Two things struck me as I got off the train in Cardiff after a 7-hour trip from Barcelona: one expected and one less so. The first was that it was rainy and very windy. The kind of absurdly bad weather that almost makes you laugh and which umbrellas have no defense against. The second surprising thing was that there were dragons everywhere. I mentioned to my host that there are dragons everywhere in Catalonia too, except on the end of a spear, and she said, “Ours still have attitude.”
We got to the newly renovated “Yr Hen Lyfrgell” (Old Library) on Saint Mary Street just as the inaugural conference of Yes Cymru was beginning. The room was packed with more than a hundred people and the other two speakers, Shona McAlpine from the Scottish National Party and John Dixon formerly of the Welsh national party, Plaid Cymru, were already at the table.
Iestyn ap Rhobert, who would eventually be named the group’s president, welcomed the crowd partly in Welsh, partly in English. A lot of what he said sounded very familiar: they don’t understand us or appreciate us, and they take advantage of us. We don’t want to create a new country just to keep doing the same old same old, we want to create a new country to ensure there’s more social justice and a better society.
Shona McAlpine described how Scotland’s Yes campaign had thoroughly invigorated public debate with people participating, debating, canvassing, in short, not waiting around for politicians to solve things, but rather rolling up their sleeves and tackling the problems directly. People felt empowered. She also underscored the importance of social media in a world where all but one of the newspapers published in Scotland was against them. “Create your own online news service,” she suggested (https://t.co/ezJ2XRCSKy).
John Dixon, the former leader of the pro-independence Plaid Cymru party in Wales, began his remarks by quoting a Welsh saying, “Old age doesn’t come by itself” to explain that he’s been fighting this fight a long time. One could sense a note of frsutration and impatience with his former party. “We need to stop depending on a narrow electoral movement for Welsh independence,” he said. “We are a nation and we don’t have to prove that we are, or become one.” Decles en altre doc
But it was when Dixon said “We have the right to be independent and the right to not be independent” that he most reminded me of Catalonia’s right to decide movement. Like the Catalans, the Welsh want to be able to address the issue of independence openly and clearly, and then vote (https://t.co/bLEtW06VnS).
As Dixon spoke in Welsh, some people in the crowd listened to a simultaneous translation through headphones, and I wondered about the percentage of people in the audience who were not Welsh speaking, but who were clearly interested in Welsh independence.
There was a break in the presentations as three musicians got up to sing. They first read the words of the second verse of a Scottish Rose and then decided to sing their own version instead. Their voices were clear and beautiful and the crowd listened intently.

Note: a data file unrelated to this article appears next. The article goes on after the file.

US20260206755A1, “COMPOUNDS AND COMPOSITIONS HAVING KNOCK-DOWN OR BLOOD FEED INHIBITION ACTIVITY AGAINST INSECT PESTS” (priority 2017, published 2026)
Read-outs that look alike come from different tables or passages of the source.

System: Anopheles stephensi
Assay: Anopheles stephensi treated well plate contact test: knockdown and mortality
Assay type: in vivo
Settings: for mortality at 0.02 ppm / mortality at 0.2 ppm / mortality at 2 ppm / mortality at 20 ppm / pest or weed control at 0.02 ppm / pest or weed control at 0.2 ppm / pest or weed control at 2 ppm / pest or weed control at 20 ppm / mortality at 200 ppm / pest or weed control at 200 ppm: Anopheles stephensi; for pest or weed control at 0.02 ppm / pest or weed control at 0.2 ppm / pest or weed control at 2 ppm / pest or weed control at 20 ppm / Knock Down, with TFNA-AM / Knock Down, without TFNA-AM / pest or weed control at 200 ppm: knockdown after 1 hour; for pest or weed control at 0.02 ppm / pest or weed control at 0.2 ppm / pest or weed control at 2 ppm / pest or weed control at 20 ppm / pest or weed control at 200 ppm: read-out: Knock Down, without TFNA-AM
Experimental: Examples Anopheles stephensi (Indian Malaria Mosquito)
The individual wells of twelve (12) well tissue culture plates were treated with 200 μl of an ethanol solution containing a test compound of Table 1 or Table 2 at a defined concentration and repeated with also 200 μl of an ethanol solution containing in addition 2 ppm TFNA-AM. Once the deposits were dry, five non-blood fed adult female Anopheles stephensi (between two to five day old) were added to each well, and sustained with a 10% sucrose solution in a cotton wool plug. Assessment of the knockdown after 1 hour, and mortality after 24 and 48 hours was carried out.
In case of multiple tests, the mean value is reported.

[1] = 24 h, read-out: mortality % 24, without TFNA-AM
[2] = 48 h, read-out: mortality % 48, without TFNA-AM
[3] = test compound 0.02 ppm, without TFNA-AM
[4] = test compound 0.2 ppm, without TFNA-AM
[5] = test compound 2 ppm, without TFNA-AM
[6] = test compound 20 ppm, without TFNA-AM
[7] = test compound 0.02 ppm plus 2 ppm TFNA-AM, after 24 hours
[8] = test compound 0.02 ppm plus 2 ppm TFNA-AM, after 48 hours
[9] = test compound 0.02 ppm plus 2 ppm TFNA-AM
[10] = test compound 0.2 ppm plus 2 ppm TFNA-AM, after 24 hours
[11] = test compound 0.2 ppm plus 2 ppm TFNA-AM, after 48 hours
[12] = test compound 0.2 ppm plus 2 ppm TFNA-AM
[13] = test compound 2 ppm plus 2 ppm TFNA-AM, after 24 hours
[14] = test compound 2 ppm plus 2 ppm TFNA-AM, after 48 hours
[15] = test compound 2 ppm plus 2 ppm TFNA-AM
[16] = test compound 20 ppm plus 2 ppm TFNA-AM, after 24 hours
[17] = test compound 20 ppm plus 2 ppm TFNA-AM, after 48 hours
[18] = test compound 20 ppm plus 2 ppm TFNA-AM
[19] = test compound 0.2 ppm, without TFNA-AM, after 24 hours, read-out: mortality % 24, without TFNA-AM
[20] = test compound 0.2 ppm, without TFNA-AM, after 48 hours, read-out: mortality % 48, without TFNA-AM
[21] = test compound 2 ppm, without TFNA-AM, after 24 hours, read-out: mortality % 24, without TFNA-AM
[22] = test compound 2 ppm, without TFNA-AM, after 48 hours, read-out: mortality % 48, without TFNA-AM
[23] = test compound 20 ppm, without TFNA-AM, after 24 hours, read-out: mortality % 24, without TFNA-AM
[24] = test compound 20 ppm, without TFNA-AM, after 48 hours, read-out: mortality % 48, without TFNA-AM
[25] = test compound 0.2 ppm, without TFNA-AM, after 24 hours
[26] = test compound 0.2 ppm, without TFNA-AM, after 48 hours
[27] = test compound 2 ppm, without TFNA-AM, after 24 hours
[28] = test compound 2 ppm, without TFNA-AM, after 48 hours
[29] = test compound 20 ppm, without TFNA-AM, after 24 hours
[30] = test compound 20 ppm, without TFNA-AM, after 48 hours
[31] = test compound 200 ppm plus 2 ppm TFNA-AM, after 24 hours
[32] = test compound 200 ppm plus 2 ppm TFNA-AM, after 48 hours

I spoke next, explaining how the Catalan independence movement had not come from the politicians, but rather from determined individuals, who each in their own way had laid the foundation for the massive demonstrations that had pushed their political leaders to move forward towards separation with Spain. One of the key elements, I told them, was the belief that independence was possible.
Siôn T. Jobbins, the author of a new book on the Welsh national anthem told the crowd, “They don’t understand us. We have different and specific needs. We need different things and we can give different things to the world.” These were not just selfish complaints, it was frustration about being unable to contribute because they were being shushed.
The final speaker was Iestyn ap Rhobert, who explained how Westminister had appropriated even Welsh water, 4 billion euros of it a year that goes away and doesn’t come back. It sounded very familiar. He said, “We wrote our own laws a thousand years ago! We have to ask loads of questions. We have to put them on the spot. We have to make them squirm.”
I could feel a sense of urgency. “Over the years, I’ve done everything that I could for my country, Wales.”
The general meeting of the new group took place next was fascinating. It went on almost entirely in English, and consisted of nominating and then immediately electing all of the members of the board. There was general excitement and a clear desire to move forward. They talked about many of the same issues that the Catalans and I’m sure other groups have faced: should they focus their efforts in one geographical area, should they have different job or interest-based focus groups? I’m sure there will be many more questions as they progress. What was very clear was that they were new, but full of energy. There was no shortage of volunteers and indeed they decided to increase the number of people on the board to accommodate everyone who wished to take part.
One last footnote. The next morning, my host Dilys Davies explained to me that there was a whole community of Welsh speakers in Patagonia, in Argentina. They had emigrated there in 1850, hoping to protect their culture from an ever encroaching Britain and to find new land. On a visit there last year, Davies told me they found schools, restaurants and road signs in Welsh. One morning at a café, she struggled to get out the words in Spanish to ask for a coffee and stood in amazement as the man muttered to his wife, “I can’t understand a word she’s saying,” in Welsh. When she gasped, “I speak Welsh too!” he said sternly, “Well, why didn’t you ask for the coffee in Welsh then!” as if it were the most normal thing in the world.
Perhaps the most normal thing in the world is to want to speak your own language, to preserve your own culture, to decide how you would like to be governed. These things are truly universal.